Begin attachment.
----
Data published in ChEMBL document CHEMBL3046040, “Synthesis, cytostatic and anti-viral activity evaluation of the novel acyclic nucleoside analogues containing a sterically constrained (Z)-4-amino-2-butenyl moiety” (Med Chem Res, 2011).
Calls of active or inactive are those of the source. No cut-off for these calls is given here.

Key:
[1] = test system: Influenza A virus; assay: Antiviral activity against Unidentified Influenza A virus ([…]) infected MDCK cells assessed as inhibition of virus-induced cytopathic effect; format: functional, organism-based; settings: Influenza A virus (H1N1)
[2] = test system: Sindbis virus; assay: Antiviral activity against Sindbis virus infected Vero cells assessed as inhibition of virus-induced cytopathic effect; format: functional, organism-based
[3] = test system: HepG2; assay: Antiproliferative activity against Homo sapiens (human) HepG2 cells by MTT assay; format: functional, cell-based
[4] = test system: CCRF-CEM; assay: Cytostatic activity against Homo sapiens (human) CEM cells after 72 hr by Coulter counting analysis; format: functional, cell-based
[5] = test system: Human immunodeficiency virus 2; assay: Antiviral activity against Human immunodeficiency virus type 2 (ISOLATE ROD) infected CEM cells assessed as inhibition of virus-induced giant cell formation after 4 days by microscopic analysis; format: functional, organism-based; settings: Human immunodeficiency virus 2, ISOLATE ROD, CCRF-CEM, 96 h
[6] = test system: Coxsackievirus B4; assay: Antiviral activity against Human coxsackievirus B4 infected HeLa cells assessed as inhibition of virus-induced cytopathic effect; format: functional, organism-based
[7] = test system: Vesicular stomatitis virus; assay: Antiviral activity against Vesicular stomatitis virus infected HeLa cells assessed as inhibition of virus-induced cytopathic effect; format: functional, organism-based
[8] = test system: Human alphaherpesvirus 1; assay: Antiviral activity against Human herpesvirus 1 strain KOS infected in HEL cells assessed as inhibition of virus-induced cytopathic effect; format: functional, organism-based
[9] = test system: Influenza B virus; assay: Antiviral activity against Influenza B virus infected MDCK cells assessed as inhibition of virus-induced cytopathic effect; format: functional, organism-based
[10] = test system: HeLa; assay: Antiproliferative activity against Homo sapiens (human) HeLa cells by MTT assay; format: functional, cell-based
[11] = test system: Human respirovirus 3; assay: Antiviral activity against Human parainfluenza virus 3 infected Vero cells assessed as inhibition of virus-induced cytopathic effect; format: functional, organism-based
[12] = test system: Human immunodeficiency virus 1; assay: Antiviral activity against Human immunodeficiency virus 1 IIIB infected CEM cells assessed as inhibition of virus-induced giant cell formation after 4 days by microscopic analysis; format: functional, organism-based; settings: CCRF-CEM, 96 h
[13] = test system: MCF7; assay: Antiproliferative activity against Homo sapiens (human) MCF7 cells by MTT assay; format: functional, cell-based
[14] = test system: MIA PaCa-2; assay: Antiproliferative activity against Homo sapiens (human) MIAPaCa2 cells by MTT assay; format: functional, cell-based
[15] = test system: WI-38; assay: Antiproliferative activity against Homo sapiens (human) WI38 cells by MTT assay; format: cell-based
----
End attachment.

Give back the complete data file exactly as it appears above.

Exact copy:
Data published in ChEMBL document CHEMBL3046040, “Synthesis, cytostatic and anti-viral activity evaluation of the novel acyclic nucleoside analogues containing a sterically constrained (Z)-4-amino-2-butenyl moiety” (Med Chem Res, 2011).
Calls of active or inactive are those of the source. No cut-off for these calls is given here.

Key:
[1] = test system: Influenza A virus; assay: Antiviral activity against Unidentified Influenza A virus ([…]) infected MDCK cells assessed as inhibition of virus-induced cytopathic effect; format: functional, organism-based; settings: Influenza A virus (H1N1)
[2] = test system: Sindbis virus; assay: Antiviral activity against Sindbis virus infected Vero cells assessed as inhibition of virus-induced cytopathic effect; format: functional, organism-based
[3] = test system: HepG2; assay: Antiproliferative activity against Homo sapiens (human) HepG2 cells by MTT assay; format: functional, cell-based
[4] = test system: CCRF-CEM; assay: Cytostatic activity against Homo sapiens (human) CEM cells after 72 hr by Coulter counting analysis; format: functional, cell-based
[5] = test system: Human immunodeficiency virus 2; assay: Antiviral activity against Human immunodeficiency virus type 2 (ISOLATE ROD) infected CEM cells assessed as inhibition of virus-induced giant cell formation after 4 days by microscopic analysis; format: functional, organism-based; settings: Human immunodeficiency virus 2, ISOLATE ROD, CCRF-CEM, 96 h
[6] = test system: Coxsackievirus B4; assay: Antiviral activity against Human coxsackievirus B4 infected HeLa cells assessed as inhibition of virus-induced cytopathic effect; format: functional, organism-based
[7] = test system: Vesicular stomatitis virus; assay: Antiviral activity against Vesicular stomatitis virus infected HeLa cells assessed as inhibition of virus-induced cytopathic effect; format: functional, organism-based
[8] = test system: Human alphaherpesvirus 1; assay: Antiviral activity against Human herpesvirus 1 strain KOS infected in HEL cells assessed as inhibition of virus-induced cytopathic effect; format: functional, organism-based
[9] = test system: Influenza B virus; assay: Antiviral activity against Influenza B virus infected MDCK cells assessed as inhibition of virus-induced cytopathic effect; format: functional, organism-based
[10] = test system: HeLa; assay: Antiproliferative activity against Homo sapiens (human) HeLa cells by MTT assay; format: functional, cell-based
[11] = test system: Human respirovirus 3; assay: Antiviral activity against Human parainfluenza virus 3 infected Vero cells assessed as inhibition of virus-induced cytopathic effect; format: functional, organism-based
[12] = test system: Human immunodeficiency virus 1; assay: Antiviral activity against Human immunodeficiency virus 1 IIIB infected CEM cells assessed as inhibition of virus-induced giant cell formation after 4 days by microscopic analysis; format: functional, organism-based; settings: CCRF-CEM, 96 h
[13] = test system: MCF7; assay: Antiproliferative activity against Homo sapiens (human) MCF7 cells by MTT assay; format: functional, cell-based
[14] = test system: MIA PaCa-2; assay: Antiproliferative activity against Homo sapiens (human) MIAPaCa2 cells by MTT assay; format: functional, cell-based
[15] = test system: WI-38; assay: Antiproliferative activity against Homo sapiens (human) WI38 cells by MTT assay; format: cell-based